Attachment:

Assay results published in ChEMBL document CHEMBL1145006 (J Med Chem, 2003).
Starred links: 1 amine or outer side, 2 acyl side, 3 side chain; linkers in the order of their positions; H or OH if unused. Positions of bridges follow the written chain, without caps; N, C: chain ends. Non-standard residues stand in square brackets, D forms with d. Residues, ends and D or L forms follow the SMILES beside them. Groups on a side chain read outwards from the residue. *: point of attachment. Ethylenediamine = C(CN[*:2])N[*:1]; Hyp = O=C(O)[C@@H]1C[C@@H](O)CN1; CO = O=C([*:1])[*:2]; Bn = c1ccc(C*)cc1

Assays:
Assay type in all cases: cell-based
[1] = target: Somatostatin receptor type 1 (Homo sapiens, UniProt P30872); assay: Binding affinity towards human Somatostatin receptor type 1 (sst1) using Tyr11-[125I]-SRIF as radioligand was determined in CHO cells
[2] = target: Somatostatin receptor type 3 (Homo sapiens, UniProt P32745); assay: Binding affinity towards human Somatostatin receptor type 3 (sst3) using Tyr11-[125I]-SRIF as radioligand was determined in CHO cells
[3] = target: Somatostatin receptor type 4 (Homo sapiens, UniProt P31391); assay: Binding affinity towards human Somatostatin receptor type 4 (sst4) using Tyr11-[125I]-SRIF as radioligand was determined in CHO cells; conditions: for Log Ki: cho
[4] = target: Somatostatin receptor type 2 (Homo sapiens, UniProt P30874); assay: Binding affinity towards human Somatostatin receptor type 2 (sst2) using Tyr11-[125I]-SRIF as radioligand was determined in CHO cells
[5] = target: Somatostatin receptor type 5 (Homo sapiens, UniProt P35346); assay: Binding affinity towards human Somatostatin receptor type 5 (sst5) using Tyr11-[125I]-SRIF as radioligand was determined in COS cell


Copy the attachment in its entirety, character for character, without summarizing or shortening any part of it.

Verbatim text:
Assay results published in ChEMBL document CHEMBL1145006 (J Med Chem, 2003).
Starred links: 1 amine or outer side, 2 acyl side, 3 side chain; linkers in the order of their positions; H or OH if unused. Positions of bridges follow the written chain, without caps; N, C: chain ends. Non-standard residues stand in square brackets, D forms with d. Residues, ends and D or L forms follow the SMILES beside them. Groups on a side chain read outwards from the residue. *: point of attachment. Ethylenediamine = C(CN[*:2])N[*:1]; Hyp = O=C(O)[C@@H]1C[C@@H](O)CN1; CO = O=C([*:1])[*:2]; Bn = c1ccc(C*)cc1

Assays:
Assay type in all cases: cell-based
[1] = target: Somatostatin receptor type 1 (Homo sapiens, UniProt P30872); assay: Binding affinity towards human Somatostatin receptor type 1 (sst1) using Tyr11-[125I]-SRIF as radioligand was determined in CHO cells
[2] = target: Somatostatin receptor type 3 (Homo sapiens, UniProt P32745); assay: Binding affinity towards human Somatostatin receptor type 3 (sst3) using Tyr11-[125I]-SRIF as radioligand was determined in CHO cells
[3] = target: Somatostatin receptor type 4 (Homo sapiens, UniProt P31391); assay: Binding affinity towards human Somatostatin receptor type 4 (sst4) using Tyr11-[125I]-SRIF as radioligand was determined in CHO cells; conditions: for Log Ki: cho
[4] = target: Somatostatin receptor type 2 (Homo sapiens, UniProt P30874); assay: Binding affinity towards human Somatostatin receptor type 2 (sst2) using Tyr11-[125I]-SRIF as radioligand was determined in CHO cells
[5] = target: Somatostatin receptor type 5 (Homo sapiens, UniProt P35346); assay: Binding affinity towards human Somatostatin receptor type 5 (sst5) using Tyr11-[125I]-SRIF as radioligand was determined in COS cell